Nickel-a-Meal Ideal

A study a few years ago found that, given the choice, children would elect to eat chocolate and other sweets instead of broccoli. Not surprising. Or at least that was the case until the children were told that the veggies were actually from McDonald’s. At that point their opinions changed dramatically.

The fast food industry is about swiping money (via the publicly supported and funded credit card and ATM system) from us as consumers and transferring it to the coffers of the food marketers and profiteers instantly. There is, of course, nothing inherently wrong with this. We like the speed and convenience of fast foods, and many of us freely admit that much of the stuff tastes quite good.

What has become unbearable, however, is how one-sided this imbalance has become. It is part of the economic inequality that allows the wealthy to control too much.

As food consumers, we give up a lot of our voice once we pay the small dollars and cents of signing off on a typical purchase transaction. Whether we are buy clothing, home accessories, games, toys, gifts, or food, once the purchase has been made we don’t have a lot of access to what the businesses and their banks are doing. They have our money and we are on our way. And we don’t readily just give up on wanting what we want.

But food is a different; it’s a commodity we want and need, and too many people and communities have to accept what is there. Which is why so many people rely on fast and cheap food outlets, causing nearly half our our children (and particularly minority children) to be at risk of major lifetime health worries. We have to eat every day, and 150,000,000 — for good AND bad — do so everyday!

My idea of the Nickel-a-Meal Campaign is to use many of the same tools — now made possible by the advancement of technology — to turn the “voice” of purchasing burgers and fries and all the other goodies back in our favor. There is no reason that we have to cede control of this sector for fear that having a voice will hurt the business of those we purchase from. In fact, with some smart thinking, we can use the processes suggested here as part of the Nickel Campaign to convince food outlets to give us healthier burgers and foods that we might well love just as much — meaning we’ll be happier and healthier and they’ll be more profitable.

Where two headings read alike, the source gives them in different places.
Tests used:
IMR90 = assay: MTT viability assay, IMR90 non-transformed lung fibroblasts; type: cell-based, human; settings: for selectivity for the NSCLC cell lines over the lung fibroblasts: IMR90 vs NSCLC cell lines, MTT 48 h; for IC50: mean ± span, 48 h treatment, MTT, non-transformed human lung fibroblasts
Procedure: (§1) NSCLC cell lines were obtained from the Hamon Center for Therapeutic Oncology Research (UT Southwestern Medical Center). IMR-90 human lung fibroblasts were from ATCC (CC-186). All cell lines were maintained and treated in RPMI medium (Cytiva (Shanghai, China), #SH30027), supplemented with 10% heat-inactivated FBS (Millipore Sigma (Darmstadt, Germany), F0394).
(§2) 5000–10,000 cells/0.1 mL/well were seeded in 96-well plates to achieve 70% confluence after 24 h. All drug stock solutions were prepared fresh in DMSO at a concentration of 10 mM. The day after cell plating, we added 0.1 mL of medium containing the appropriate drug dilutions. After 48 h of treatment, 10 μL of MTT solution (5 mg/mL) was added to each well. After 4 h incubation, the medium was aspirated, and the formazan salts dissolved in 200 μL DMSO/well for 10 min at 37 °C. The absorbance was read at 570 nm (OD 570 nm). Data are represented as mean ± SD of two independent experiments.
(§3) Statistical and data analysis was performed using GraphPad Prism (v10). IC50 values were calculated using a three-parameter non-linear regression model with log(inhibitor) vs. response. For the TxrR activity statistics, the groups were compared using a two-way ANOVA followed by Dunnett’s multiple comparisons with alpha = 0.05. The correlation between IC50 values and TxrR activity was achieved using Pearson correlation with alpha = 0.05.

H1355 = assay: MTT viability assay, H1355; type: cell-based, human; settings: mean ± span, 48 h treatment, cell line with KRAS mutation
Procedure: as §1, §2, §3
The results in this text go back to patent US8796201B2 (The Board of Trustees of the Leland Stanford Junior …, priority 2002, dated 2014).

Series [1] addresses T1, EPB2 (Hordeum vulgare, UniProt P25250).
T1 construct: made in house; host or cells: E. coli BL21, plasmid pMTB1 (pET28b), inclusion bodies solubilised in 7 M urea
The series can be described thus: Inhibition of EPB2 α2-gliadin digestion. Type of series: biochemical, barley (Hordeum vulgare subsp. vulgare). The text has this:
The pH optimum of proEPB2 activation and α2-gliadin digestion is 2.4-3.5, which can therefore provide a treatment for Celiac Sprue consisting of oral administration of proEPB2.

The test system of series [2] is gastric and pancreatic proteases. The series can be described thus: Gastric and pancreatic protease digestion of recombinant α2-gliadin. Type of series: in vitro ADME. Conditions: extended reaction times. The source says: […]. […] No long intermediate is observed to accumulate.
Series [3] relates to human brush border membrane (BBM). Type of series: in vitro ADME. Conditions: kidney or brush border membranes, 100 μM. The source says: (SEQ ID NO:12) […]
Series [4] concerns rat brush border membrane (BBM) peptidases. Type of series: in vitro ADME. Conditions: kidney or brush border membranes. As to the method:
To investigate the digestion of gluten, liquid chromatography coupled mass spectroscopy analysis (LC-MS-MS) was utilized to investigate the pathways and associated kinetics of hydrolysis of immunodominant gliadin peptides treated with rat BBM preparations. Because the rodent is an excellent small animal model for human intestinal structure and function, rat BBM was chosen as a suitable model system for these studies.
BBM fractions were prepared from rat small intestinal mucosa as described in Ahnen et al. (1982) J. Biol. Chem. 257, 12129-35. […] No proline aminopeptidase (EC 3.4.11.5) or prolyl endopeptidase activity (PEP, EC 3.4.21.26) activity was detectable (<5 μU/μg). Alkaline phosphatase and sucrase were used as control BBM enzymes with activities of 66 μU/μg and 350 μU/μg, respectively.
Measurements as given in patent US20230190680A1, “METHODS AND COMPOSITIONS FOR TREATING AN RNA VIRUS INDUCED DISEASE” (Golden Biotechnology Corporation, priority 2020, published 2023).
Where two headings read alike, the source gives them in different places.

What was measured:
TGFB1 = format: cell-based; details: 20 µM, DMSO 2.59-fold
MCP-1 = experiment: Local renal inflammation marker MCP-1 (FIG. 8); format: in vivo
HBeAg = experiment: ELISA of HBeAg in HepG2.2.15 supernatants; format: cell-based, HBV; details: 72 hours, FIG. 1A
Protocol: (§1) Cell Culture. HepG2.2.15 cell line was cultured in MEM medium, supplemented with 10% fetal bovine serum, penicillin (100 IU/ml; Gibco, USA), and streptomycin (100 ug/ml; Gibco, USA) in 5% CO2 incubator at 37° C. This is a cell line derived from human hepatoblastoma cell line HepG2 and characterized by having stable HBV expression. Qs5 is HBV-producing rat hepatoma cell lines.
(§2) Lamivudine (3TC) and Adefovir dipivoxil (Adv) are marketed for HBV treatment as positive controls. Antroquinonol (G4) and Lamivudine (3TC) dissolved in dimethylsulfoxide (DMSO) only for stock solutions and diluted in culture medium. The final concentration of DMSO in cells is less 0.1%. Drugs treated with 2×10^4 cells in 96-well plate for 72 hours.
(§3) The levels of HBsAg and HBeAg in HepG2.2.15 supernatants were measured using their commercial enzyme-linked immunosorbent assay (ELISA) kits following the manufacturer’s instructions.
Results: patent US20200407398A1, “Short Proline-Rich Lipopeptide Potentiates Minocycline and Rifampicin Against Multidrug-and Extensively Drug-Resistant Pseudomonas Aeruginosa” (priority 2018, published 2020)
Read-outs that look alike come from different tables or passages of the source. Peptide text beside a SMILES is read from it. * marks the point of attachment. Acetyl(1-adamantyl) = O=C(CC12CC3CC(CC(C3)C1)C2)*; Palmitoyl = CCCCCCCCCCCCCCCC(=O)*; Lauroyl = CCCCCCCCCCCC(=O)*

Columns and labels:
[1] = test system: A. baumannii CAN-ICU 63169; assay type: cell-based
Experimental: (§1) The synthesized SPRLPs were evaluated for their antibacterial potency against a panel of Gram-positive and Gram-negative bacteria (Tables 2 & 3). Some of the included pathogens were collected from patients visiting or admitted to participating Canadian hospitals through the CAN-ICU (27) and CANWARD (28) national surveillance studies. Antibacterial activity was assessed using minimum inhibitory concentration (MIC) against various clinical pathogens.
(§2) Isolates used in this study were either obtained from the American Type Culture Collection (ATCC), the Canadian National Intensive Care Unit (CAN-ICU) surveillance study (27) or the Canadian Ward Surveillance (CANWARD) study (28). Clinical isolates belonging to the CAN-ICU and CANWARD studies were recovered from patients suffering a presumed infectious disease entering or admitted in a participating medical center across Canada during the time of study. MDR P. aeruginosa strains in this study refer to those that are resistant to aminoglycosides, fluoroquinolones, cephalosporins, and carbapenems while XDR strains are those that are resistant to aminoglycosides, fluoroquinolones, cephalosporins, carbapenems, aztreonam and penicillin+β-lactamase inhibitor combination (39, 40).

This is how capitalism is supposed to work. There is nothing bad or even “liberal” or “conservative” about the solution. It is simply a way to adapt the dysfunctional system we have in place and turn it back toward an open, honest, give-and-take process.

The funny thing is, the Nickel-a-Meal Campaign isn’t a government program or a tax. Some will call it that because there is a transfer of funds, but the fact that consumer decide to exercise their voices and make business participate is a form of “buyer empowerment.” There is no real connection to the government, other than if it opts to help play along to make sure the new system is fair too.


IN SIMPLE TERMS: Customers go to fast or other food outlets and do as they always do: buy stuff. Only they accept the default Nickel-a-Meal donation opportunity and … change is in the making. AFTER their regular transaction is made and the money processing system takes it’s cut, an extra nickel is extracted and sent to the food empowerment network without being charged. Those nickels are transferred instantly, so activist programs for food empowerment get regular, daily servings of much needed cash for CHANGE.

In an idealistic sense, some parts would be desirable. Here is a summary of the details as we see it:

  • Using marketing and promotional technologies, adults and young people of the nation create a logo for our Nickel-a-Meal Campaign. Then we get every franchise outlet to want to be part of the fun.